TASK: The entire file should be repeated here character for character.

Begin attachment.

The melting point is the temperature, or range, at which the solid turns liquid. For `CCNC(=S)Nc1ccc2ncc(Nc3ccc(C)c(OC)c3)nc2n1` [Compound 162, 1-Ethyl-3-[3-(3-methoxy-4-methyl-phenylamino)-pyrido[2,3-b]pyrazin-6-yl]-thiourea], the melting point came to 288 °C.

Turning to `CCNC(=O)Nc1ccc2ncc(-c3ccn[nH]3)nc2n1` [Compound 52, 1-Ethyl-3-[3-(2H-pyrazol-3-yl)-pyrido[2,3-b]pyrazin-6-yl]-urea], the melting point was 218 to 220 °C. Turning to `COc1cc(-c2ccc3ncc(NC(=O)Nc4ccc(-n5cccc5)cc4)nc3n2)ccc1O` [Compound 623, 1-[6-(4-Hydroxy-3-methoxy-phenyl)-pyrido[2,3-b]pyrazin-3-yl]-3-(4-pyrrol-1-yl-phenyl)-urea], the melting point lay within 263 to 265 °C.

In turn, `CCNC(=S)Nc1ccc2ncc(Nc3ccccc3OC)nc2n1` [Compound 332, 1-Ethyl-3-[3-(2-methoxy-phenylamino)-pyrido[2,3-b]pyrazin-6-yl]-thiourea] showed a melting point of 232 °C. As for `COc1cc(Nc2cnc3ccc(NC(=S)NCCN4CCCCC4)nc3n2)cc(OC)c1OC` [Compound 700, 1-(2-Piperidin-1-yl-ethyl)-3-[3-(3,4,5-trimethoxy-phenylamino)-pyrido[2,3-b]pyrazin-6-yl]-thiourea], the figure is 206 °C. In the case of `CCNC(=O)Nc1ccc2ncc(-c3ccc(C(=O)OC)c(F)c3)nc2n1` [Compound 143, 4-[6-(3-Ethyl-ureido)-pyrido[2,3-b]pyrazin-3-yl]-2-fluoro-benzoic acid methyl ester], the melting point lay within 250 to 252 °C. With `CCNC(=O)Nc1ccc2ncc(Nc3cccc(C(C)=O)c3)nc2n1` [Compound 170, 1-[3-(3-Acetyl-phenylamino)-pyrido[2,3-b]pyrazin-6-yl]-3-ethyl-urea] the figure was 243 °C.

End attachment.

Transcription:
The melting point is the temperature, or range, at which the solid turns liquid. For `CCNC(=S)Nc1ccc2ncc(Nc3ccc(C)c(OC)c3)nc2n1` [Compound 162, 1-Ethyl-3-[3-(3-methoxy-4-methyl-phenylamino)-pyrido[2,3-b]pyrazin-6-yl]-thiourea], the melting point came to 288 °C.

Turning to `CCNC(=O)Nc1ccc2ncc(-c3ccn[nH]3)nc2n1` [Compound 52, 1-Ethyl-3-[3-(2H-pyrazol-3-yl)-pyrido[2,3-b]pyrazin-6-yl]-urea], the melting point was 218 to 220 °C. Turning to `COc1cc(-c2ccc3ncc(NC(=O)Nc4ccc(-n5cccc5)cc4)nc3n2)ccc1O` [Compound 623, 1-[6-(4-Hydroxy-3-methoxy-phenyl)-pyrido[2,3-b]pyrazin-3-yl]-3-(4-pyrrol-1-yl-phenyl)-urea], the melting point lay within 263 to 265 °C.

In turn, `CCNC(=S)Nc1ccc2ncc(Nc3ccccc3OC)nc2n1` [Compound 332, 1-Ethyl-3-[3-(2-methoxy-phenylamino)-pyrido[2,3-b]pyrazin-6-yl]-thiourea] showed a melting point of 232 °C. As for `COc1cc(Nc2cnc3ccc(NC(=S)NCCN4CCCCC4)nc3n2)cc(OC)c1OC` [Compound 700, 1-(2-Piperidin-1-yl-ethyl)-3-[3-(3,4,5-trimethoxy-phenylamino)-pyrido[2,3-b]pyrazin-6-yl]-thiourea], the figure is 206 °C. In the case of `CCNC(=O)Nc1ccc2ncc(-c3ccc(C(=O)OC)c(F)c3)nc2n1` [Compound 143, 4-[6-(3-Ethyl-ureido)-pyrido[2,3-b]pyrazin-3-yl]-2-fluoro-benzoic acid methyl ester], the melting point lay within 250 to 252 °C. With `CCNC(=O)Nc1ccc2ncc(Nc3cccc(C(C)=O)c3)nc2n1` [Compound 170, 1-[3-(3-Acetyl-phenylamino)-pyrido[2,3-b]pyrazin-6-yl]-3-ethyl-urea] the figure was 243 °C.